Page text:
Battle for SUV market share heats up

Updated: 2011-04-22 10:21

By Andreas Cremer and Chris Reiter (China Daily)

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Battle for SUV market share heats up

An Audi AG Q3 vehicle on display at the 2011 Shanghai Auto Show. Automobile manufacturers are hoping to tap into the Chinese SUV market. [Photo / Agencies]

SHANGHAI - Audi AG will pit the Q3 compact sport utility vehicle against Bayerische Motoren Werke AG's (BMW) X1 as the two luxury-car makers vie to tap demand for SUVs geared to urban areas.

"We're paying heed to a fast-growing segment," Michael Dick, Audi's development chief, said in an interview at the Shanghai auto show. "There's a strong appetite for mobility in expanding urban centers. The Q3 will be most appealing to that end, especially for female drivers."

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Volkswagen AG's luxury brand, which will begin selling the Q3 in June at a starting price of 29,900 euros ($43,772), plans to produce 100,000 Q3s a year, Chief Executive Officer Rupert Stadler said in Shanghai, where Audi premiered the vehicle. The Q3 is 24 centimeters shorter and nearly 7,000 euros cheaper than the mid-sized Q5.

Audi, based in Ingolstadt, Germany, aims to challenge BMW's leading position in the segment, which the world's largest luxury car maker created with the X1's introduction in late 2009. BMW delivered nearly 100,000 X1s in 2010, accounting for 8.2 percent of overall sales. The model is part of Audi's strategy to topple BMW as the global luxury-car leader by 2015.

High-end car makers are expanding their lineups of small cars to attract urban drivers and meet tighter environmental regulations. Daimler AG's Mercedes-Benz is also planning a compact SUV. Mercedes will begin rolling out an expanded range of four compacts with an overhauled B-Class later this year. Fiat SpA's Alfa Romeo is planning a small SUV as part of its return to the United States.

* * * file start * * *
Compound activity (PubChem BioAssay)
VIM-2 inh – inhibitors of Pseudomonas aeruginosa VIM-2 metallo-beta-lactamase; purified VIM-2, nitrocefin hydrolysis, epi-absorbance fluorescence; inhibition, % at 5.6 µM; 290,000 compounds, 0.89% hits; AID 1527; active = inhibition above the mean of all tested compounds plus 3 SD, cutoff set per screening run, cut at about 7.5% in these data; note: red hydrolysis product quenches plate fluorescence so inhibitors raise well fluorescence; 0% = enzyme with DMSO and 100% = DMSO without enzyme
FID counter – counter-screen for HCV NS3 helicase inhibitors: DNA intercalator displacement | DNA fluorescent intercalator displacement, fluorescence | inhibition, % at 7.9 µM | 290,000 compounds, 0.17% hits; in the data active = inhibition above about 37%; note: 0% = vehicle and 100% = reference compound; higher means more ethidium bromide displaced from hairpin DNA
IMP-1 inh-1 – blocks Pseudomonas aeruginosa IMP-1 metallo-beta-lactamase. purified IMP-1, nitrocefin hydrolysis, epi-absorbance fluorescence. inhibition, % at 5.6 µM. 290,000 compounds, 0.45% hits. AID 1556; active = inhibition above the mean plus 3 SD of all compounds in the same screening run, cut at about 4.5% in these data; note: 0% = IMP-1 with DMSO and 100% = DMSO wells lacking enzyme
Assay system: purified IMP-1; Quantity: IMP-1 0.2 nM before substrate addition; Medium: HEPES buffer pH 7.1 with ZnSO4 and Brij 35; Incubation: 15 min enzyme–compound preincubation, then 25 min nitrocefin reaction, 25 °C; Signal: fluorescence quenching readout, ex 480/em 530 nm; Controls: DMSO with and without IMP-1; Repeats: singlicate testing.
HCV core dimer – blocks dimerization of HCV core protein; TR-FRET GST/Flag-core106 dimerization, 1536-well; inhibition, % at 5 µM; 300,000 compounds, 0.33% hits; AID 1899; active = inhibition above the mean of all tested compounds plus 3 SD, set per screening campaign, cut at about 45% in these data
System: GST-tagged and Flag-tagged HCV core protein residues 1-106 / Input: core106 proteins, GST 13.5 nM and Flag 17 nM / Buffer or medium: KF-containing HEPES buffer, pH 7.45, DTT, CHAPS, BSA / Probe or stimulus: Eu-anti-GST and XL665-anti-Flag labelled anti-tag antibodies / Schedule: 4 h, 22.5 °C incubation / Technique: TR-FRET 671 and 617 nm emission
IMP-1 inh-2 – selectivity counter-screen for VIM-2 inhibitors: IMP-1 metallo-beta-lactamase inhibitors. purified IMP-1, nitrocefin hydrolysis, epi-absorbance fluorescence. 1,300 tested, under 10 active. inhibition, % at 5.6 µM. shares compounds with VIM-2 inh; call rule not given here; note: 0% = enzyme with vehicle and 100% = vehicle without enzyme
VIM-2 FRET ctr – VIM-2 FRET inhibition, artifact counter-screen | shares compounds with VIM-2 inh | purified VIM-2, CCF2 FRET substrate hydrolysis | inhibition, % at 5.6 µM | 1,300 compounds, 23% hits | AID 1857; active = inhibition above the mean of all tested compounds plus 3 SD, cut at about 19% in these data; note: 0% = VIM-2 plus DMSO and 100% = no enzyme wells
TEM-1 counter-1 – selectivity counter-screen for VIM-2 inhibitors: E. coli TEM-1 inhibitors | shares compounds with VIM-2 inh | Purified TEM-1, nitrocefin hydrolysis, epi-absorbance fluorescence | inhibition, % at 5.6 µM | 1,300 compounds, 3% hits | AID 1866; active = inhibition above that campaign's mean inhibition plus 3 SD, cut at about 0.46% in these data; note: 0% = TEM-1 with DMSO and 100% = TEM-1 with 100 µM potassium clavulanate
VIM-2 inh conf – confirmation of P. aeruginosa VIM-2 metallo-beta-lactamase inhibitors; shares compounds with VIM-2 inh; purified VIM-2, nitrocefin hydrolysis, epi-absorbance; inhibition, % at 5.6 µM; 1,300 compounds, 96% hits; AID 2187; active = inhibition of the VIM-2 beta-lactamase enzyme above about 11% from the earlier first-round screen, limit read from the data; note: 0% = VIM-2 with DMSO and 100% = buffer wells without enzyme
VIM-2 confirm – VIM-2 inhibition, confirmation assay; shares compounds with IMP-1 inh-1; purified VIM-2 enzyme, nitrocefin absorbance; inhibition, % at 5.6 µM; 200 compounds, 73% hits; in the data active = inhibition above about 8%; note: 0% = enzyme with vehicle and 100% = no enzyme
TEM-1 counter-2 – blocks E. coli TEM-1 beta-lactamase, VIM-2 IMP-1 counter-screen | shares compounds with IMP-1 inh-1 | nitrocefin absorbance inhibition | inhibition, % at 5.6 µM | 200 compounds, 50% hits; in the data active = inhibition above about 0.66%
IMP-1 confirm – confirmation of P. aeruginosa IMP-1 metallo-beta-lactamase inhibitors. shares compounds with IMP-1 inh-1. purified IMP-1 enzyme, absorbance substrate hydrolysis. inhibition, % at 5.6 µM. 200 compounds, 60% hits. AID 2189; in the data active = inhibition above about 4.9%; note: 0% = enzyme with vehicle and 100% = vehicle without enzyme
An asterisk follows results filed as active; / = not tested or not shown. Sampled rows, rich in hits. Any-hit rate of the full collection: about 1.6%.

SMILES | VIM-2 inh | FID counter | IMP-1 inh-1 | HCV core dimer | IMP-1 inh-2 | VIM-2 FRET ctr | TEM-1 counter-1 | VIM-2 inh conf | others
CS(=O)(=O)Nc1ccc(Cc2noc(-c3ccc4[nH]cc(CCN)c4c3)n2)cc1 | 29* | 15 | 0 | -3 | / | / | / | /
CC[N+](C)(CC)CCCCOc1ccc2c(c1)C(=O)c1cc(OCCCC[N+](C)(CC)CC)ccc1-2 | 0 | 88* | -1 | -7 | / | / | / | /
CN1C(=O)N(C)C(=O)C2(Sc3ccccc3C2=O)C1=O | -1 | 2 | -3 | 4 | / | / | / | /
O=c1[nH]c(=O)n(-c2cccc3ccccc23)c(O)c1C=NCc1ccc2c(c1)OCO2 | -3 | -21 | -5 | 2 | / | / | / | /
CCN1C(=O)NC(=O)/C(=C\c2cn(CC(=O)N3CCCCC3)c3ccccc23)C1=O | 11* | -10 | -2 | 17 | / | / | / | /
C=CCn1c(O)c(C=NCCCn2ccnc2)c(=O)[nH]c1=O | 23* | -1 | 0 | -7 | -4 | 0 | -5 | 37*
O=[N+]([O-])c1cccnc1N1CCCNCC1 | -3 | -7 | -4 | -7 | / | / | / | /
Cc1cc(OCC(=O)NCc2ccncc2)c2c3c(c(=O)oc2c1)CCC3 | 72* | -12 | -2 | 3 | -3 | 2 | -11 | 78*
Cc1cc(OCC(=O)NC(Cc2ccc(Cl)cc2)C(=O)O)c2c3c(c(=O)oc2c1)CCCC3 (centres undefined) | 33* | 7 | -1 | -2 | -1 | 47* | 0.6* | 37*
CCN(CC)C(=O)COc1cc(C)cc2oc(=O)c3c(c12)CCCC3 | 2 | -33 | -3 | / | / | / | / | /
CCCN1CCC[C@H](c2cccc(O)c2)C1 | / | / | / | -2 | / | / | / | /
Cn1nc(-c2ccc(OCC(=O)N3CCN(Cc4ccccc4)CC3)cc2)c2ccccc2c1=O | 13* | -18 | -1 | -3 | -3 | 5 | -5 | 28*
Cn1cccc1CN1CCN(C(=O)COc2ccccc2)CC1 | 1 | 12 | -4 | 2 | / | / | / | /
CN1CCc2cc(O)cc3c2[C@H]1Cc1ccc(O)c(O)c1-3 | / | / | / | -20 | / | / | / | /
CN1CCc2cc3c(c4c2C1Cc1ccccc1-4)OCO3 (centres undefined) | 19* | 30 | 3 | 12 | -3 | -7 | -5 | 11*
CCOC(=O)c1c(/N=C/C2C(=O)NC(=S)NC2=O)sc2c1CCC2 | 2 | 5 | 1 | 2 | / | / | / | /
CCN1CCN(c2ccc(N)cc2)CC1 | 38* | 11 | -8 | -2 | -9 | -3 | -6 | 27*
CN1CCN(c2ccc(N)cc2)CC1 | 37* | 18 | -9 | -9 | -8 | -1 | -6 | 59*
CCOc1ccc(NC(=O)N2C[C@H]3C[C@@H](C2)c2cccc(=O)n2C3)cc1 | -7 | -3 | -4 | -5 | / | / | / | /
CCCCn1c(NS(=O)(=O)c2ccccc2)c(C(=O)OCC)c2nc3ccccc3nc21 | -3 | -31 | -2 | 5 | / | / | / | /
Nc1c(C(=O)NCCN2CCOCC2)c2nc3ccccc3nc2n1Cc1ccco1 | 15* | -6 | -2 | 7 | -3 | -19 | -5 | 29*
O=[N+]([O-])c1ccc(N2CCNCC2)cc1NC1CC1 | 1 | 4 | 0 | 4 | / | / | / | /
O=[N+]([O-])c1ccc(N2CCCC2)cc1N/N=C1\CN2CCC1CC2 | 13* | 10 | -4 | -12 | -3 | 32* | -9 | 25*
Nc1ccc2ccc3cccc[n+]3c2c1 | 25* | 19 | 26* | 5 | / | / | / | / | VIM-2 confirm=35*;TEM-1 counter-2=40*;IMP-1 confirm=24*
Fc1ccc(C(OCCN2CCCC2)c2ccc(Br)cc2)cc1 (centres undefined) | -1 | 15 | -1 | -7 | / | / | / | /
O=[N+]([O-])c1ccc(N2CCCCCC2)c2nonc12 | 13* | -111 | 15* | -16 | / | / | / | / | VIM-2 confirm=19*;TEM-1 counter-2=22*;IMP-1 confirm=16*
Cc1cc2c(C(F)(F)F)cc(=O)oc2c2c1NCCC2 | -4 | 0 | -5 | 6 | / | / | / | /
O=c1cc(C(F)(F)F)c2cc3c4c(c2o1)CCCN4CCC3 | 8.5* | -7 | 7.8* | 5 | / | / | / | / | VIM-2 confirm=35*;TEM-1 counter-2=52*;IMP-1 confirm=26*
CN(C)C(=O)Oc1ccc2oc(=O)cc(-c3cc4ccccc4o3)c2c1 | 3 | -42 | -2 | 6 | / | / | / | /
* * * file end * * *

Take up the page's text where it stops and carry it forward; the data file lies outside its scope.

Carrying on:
"It's a vehicle that suburban mommies will use to haul their kids around," said Christoph Stuermer, a Frankfurt-based analyst with IHS Automotive. "It's a niche alternative for big urban areas in Europe, China and Japan."

BMW sells the X1, the company's second-best selling SUV after the X5, in all markets outside North America. The model helped the brand extend its lead over Audi in the first quarter, with sales rising 21 percent to 321,175 vehicles, compared to Audi's 18 percent advance to 312,600. The Munich-based car maker, which installed cleaner engines in the top-of-the-line X1 this year, intends to defend its position.

"We are aware that the Q3 is coming," said Andreas Lampka, a BMW spokesman. "The X1 is the leader in its segment, and we intend to keep it that way."

The Q3 intensifies the two car maker's SUV battle. BMW revamped the X3 mid-sized model and moved production to its US factory in South Carolina late last year in a bid to cut into North American demand for Audi's Q5. Audi responded by adding a fuel-efficient four-cylinder engine to the Q5's range. A hybrid version of the Q5 is planned for later this year.

Audi's Q3, based on the same technology platform as Volkswagen's Tiguan, starts at 2,300 euros more than the X1. Volkswagen announced plans on Wednesday to expand daily production of the Tiguan to 1,000 SUVs from the current 700 to keep up with rising demand.

The Q3 will initially be available in three models with four-cylinder engines delivering as much as 211 horsepower. The top engine model has a maximum speed of 230 kilometers an hour and accelerates to 100 kilometers an hour in 6.9 seconds.

The Q3, Audi's third SUV, will be built at a plant in Martorell near Barcelona, helping Volkswagen's struggling Seat unit fill assembly lines. Production may be expanded to China, the world's biggest car market. BMW is also considering such a move.

"We used to think that China is no real market for SUVs, but the success of the Q5 and Q7 have been proving us wrong," Dietmar Voggenreiter, head of Audi's China operations, said in Shanghai. "The Q3 will be our entry model to that segment, a city-urban car."

Bloomberg News



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